Cats tend to have plenty of eye problems due to an infectious agent such as a bacteria or virus. Learn about the use of an antibiotic eye drop for cats!
As it happens with most feline ailments, learning to recognize an eye infection in cats is the first step towards any possible treatment. Unfortunately, kitties can be very private, especially if they’re not feeling well.
When this happens, it is important to notice fast when something is not right so that you can fix it! When it comes to eye infections, very few medicines are as useful as an antibiotic eye drop for cats! If your cat has an eye disease, consult with your vet to see if you can use this treatment. For the time being, learn more about eye infection in cats!
How are your cat’s eyes supposed to look like?
The first thing that you should know is how your kitty’s eyes look like when they are healthy. Your cat’s ocular health is fundamental because as you just read, cats tend to pick up a lot of eye infections. Usually, cat parents use an antibiotic eye drop for cats to fix the problem, but sometimes this medicine is not enough!
For now, just get familiar with your cat’s eye colour, the appearance of the third eyelid and its general structure. Once you notice that something is wrong, you should get worried!
What to do when something is off?
Once you know what your cat’s eyes look like when they are healthy, it is easy to identify signs of infection. Most common signs are redness, drainage, squinting and rubbing. However, don’t attempt to diagnose these symptoms on your own. Usually, signs of an eye issue in cats are very non-specific.
These diseases have a wide variety of causes. So, until you know what is causing those non-specific signs, you won’t know the proper method of treatment. If you notice that something is wrong with your cat’s eyes, you should schedule a vet appointment immediately.
Causes of eye infections in cats
“While many disease processes can affect the eyes of cats, infectious agents are one of the most common causes of eye disease in the feline. Any feline who is in close contact with other cats is at risk of exposure since these infectious agents can be difficult to control in crowded environments”, said Dr Jessica Vogelsang.
In younger cats, both bacteria and viruses usually cause eye infections. Infections are most often seen in young cats because they have a weaker immune system. In older cats, this is not so common and an eye infection may indicate that your cat is being affected by another problem. Generally, an antibiotic eye drop for cats can do the trick. Nevertheless, consult with your vet first before treating your cat!
Symptoms of an eye infection in cats
As a cat parent, you should notice a variety of symptoms indicating an eye infection. According to Dr Vogelsang, the most common ones are:
"The whites of the eye may turn red.
Ocular discharge may be present, running the gamut from clear, to yellow or even green. Winking or rubbing the eyes is also common.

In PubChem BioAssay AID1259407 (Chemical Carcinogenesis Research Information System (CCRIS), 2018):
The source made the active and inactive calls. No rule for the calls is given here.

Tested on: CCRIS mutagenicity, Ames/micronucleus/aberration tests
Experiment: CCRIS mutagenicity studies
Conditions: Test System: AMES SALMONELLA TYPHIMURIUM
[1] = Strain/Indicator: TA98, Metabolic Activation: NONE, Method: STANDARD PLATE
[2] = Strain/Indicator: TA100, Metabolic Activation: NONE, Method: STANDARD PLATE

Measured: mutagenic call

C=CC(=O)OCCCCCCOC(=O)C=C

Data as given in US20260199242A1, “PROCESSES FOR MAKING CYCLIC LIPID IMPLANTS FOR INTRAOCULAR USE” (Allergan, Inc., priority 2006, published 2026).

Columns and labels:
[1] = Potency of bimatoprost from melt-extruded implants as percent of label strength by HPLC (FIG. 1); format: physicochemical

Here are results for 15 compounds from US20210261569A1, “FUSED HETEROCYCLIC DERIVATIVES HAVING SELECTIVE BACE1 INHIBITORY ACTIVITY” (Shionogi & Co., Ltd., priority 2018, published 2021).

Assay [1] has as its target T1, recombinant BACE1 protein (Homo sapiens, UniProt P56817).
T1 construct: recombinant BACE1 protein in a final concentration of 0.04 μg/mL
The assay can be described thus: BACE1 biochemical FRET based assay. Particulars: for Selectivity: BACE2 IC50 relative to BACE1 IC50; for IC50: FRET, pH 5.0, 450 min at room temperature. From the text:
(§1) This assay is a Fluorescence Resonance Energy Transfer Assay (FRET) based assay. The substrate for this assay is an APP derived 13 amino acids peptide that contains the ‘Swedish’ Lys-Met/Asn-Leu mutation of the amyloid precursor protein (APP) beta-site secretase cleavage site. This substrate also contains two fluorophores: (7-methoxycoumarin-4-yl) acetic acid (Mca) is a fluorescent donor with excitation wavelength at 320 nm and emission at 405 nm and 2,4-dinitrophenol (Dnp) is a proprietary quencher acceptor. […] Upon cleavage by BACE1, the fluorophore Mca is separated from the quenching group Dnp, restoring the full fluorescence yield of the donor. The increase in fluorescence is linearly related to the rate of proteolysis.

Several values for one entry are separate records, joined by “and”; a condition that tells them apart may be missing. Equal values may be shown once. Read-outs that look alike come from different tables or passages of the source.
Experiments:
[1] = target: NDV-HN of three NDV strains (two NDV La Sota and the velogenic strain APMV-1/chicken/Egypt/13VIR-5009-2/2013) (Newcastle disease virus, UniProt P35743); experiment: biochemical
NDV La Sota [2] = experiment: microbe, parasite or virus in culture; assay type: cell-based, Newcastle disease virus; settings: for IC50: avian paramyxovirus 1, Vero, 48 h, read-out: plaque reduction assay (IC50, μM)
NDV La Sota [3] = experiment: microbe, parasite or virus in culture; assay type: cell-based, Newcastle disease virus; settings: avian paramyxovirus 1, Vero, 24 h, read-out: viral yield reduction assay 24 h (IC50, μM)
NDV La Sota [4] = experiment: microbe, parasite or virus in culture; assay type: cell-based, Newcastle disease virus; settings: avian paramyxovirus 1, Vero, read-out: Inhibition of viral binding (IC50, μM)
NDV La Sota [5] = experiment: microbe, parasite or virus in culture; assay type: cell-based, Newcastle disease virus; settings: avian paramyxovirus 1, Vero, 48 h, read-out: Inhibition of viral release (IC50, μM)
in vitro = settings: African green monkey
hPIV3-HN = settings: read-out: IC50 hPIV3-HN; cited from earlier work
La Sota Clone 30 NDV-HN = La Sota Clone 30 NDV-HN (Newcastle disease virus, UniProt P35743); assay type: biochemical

The third eyelid may be protruding and covering part of the irritated eye.
Your cat may have other clinical signs common with upper respiratory infections, such as sneezing or nasal discharge”.
It is important to remember that these symptoms may affect one or both eyes.
Diagnosing an eye infection in your cat
“A visit with the veterinarian is key to an accurate diagnosis. A good history helps direct the veterinarian to the diagnostic tests most appropriate for your cat. The examination will evaluate the eye for signs of trauma, look for systemic signs of an upper respiratory infection, and evaluate all the structures of the eye”, said Dr Vogelsang.
Generally, the vet will take scrape cells from the inflamed areas to look for infectious agents. If the vet suspects a secondary systemic problem, he may recommend additional testing or bloodwork to make.
Using an antibiotic eye drop for cats: good or bad?
Pretty much every feline bacterial infection is treated with an antibiotic eye drop for cats. This method is easy! However, you may find an antibiotic in the form of a topical ointment or pills. Although oral treatment is not usually indicated. “While viral eye infections are usually self-limiting, many veterinarians still recommend topical antibiotics as it is common for these felines to have both viral and bacterial infections occurring concurrently. Severe cases may warrant the use of anti-viral medications”, said Dr Vogelsang.
At the end of the day, just make sure that you should use an antibiotic eye drop for cats to treat the disease. You will see how well it works!
As a cat parent, you need to remember that many eye problems look alike in cats. A physical examination from the vet is vital to get an accurate diagnosis. If your cat is showing any signs of discomfort, don’t treat him with an antibiotic eye drop for cats right away! Call your vet first.
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